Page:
Initial results show drinking water safe, but Garrison shuts off fountains as precaution
By Liz Schevtchuk Armstrong
Responding to a new state law signed by Gov. Andrew Cuomo on Sept. 6 requiring every public school district to test its water for lead, the Haldane and Garrison school districts reported their drinking supplies well below a state threshold, although as of Oct. 27 Garrison still awaited results on one drinking fountain.
The Beacon City School District did not respond to an email and phone message requesting information on its testing, which the state Department of Health said in an emergency regulation that all public districts must complete by Sept. 30 for elementary schools and by Oct. 31 for middle and high schools.
Administrators at Garrison, which serves grades kindergarten to 8, and Haldane, which has all grades, said that in anticipation of the mandate they tested all water fountains earlier this year and found no cause for concern.
“New York State would rather be safe than sorry,” Diana Bowers, superintendent of the Haldane Central School District, said of the mandate.
The state regulations, which Cuomo called “the toughest in the nation,” were a response to concerns over pervasive lead contamination in the water system in Flint, Michigan, and fears of similar pollution elsewhere. Studies connect lead consumption by children to brain damage and behavioral problems. Aging lead pipes and solder are the most common sources for contamination.
The New York law applies to fountains, faucets and other taps, such as those on athletic fields, which provide drinking water, and requires the water have no more than 15 parts per billion (ppb) of lead. A supply containing more than 15 ppb can be used for cleaning and handwashing because, according to the state Department of Health, lead cannot be absorbed through the skin. However, schools must post signs that warn against drinking the water.
The law requires public schools use qualified laboratories for testing and inform health authorities and parents within 10 days if results show excessive lead. The school must post all results on its website within six weeks, alongside any necessary remediation plans. The site also must include by Oct. 31 a list of all lead-free buildings. And by Nov. 11, each district must provide the state Health and Education Departments and local health authorities with a report on completion of the sampling, data from any tests conducted before the law took effect and its list of lead-free buildings. The law does not apply to private schools.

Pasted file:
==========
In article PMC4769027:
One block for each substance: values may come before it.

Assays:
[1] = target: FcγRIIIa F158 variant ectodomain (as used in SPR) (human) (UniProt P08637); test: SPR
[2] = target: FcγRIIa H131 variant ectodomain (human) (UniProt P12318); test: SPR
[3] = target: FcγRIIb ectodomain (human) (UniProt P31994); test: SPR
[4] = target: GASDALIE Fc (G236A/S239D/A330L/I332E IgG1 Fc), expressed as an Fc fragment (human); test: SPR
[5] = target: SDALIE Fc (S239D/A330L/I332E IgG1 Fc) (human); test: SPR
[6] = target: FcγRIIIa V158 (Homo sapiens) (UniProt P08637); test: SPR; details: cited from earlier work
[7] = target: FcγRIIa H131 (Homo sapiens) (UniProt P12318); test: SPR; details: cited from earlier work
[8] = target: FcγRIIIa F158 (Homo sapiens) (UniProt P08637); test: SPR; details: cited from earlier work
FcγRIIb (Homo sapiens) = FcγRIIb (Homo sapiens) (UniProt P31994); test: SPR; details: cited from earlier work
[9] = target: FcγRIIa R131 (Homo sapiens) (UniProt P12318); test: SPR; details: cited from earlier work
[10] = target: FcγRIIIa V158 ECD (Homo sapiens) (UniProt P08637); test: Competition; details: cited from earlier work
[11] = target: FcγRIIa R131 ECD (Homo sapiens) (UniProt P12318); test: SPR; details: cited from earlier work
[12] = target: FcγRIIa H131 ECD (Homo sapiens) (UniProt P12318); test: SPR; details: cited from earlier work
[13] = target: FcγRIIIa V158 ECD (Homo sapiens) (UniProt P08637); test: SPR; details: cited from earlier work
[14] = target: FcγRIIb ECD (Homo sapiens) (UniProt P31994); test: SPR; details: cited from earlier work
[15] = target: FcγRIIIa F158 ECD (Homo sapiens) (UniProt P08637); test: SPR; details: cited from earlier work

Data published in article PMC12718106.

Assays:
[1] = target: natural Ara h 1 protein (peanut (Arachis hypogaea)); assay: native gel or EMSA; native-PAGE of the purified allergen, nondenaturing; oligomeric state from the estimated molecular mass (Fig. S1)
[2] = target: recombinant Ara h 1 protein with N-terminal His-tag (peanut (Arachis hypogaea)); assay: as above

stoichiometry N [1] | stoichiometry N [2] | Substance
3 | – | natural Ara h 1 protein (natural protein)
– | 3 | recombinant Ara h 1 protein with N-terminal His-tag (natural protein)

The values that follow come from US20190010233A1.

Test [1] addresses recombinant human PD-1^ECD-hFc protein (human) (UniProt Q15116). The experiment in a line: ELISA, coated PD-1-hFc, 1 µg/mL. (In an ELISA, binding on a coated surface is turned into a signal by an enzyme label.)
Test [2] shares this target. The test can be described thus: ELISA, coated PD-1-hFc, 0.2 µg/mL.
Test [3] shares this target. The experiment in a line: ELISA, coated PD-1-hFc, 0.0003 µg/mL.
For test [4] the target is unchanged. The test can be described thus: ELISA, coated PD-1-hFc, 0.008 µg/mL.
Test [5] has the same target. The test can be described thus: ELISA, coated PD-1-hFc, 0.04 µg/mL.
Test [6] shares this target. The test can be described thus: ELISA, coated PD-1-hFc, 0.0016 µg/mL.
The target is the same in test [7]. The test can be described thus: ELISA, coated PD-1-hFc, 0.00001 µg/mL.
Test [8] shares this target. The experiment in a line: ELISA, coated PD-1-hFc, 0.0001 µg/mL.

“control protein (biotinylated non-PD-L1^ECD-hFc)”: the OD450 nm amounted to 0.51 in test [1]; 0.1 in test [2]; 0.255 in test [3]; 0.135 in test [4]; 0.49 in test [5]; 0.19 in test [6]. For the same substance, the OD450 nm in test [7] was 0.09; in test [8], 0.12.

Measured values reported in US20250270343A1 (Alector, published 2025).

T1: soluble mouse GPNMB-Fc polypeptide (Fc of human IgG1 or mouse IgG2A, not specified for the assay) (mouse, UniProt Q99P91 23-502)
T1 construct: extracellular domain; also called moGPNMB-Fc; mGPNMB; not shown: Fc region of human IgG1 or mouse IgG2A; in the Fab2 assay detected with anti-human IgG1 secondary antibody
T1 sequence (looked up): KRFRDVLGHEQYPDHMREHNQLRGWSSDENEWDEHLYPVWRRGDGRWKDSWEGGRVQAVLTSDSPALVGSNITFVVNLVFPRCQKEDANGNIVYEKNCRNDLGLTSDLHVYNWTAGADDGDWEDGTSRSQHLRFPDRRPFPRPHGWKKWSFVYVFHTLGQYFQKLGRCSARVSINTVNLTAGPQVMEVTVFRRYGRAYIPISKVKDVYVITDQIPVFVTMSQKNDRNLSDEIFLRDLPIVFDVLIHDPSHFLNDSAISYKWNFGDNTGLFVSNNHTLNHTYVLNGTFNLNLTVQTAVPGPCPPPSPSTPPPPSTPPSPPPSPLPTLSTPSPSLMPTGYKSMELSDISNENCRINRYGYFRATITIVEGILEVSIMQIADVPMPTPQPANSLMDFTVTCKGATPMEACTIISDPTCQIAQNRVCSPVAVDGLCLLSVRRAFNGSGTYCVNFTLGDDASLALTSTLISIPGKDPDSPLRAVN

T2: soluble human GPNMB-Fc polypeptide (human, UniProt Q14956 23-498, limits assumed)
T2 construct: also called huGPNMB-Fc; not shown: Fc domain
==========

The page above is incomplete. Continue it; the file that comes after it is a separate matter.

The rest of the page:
Laura Mitchell, superintendent of the Garrison Union Free School District, wrote in an Oct. 21 letter to parents that, in anticipation of the law, the district tested its drinking fountains in the spring, and that all samples were well below 15 ppb.
On Sept. 27 Garrison began sampling all 59 outlets for drinkable water. Within three weeks it received results for 46, and 15 samples contained lead exceeding the 15ppb maximum, although none came from drinking fountains. She said the school immediately cut off water to those 15 sources.
The remaining 13 samples include water from four of the school’s five drinking fountains, and the water was shut off as a precautionary measure. In the meantime, the school provided bottled water.
On the afternoon of Oct. 27, Mitchell said GUFS had just received further – albeit partial – test results and was able to restore three drinking fountains. One fountain remained shut down because “we’re still missing results,” Mitchell said. She added she planned to send parents an update on the situation later that day.
In an Oct. 26 interview and a letter sent to Haldane parents the same day, Bowers said the district conducted tests in the elementary and middle schools and Mabel Merritt Building in late September and in the high school the week of Oct. 17. Like Garrison, the district also tested its drinking water earlier this year.
The September tests found no problems with any drinking water, Bowers said in an interview. She elaborated in the letter, reporting that of 99 samples taken, 11 tested above the lead limits but all were from non-drinkable supplies in the greenhouse, science classrooms and an ice machine where a pipe, not the machine itself, was the source.
Five sinks in the science classrooms showed troublesome levels after a test in which water stands in the basins for at least eight hours, but administrators aren’t sure if the lead came from the sinks or the pipes. Warning signs were placed over the sinks and/or they were shut off, Bowers said in her letter.
The high school’s results will probably not arrive until early or mid-November, Bowers said, but the district does not anticipate they will show contamination because the 11-year-old building and its water pipes are relatively new.
Lead poisoning is a concern at schools because water sits in pipes overnight, over weekends and during vacations, giving it more contact with lead pipes and solder than during consistent household use.